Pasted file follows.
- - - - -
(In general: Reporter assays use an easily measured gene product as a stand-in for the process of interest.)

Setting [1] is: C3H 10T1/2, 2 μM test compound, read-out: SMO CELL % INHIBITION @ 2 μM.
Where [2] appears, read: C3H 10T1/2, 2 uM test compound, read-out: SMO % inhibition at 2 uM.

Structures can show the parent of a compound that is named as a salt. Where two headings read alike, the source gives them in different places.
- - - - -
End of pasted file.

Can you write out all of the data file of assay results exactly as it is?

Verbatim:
(In general: Reporter assays use an easily measured gene product as a stand-in for the process of interest.)

Setting [1] is: C3H 10T1/2, 2 μM test compound, read-out: SMO CELL % INHIBITION @ 2 μM.
Where [2] appears, read: C3H 10T1/2, 2 uM test compound, read-out: SMO % inhibition at 2 uM.

Structures can show the parent of a compound that is named as a salt. Where two headings read alike, the source gives them in different places.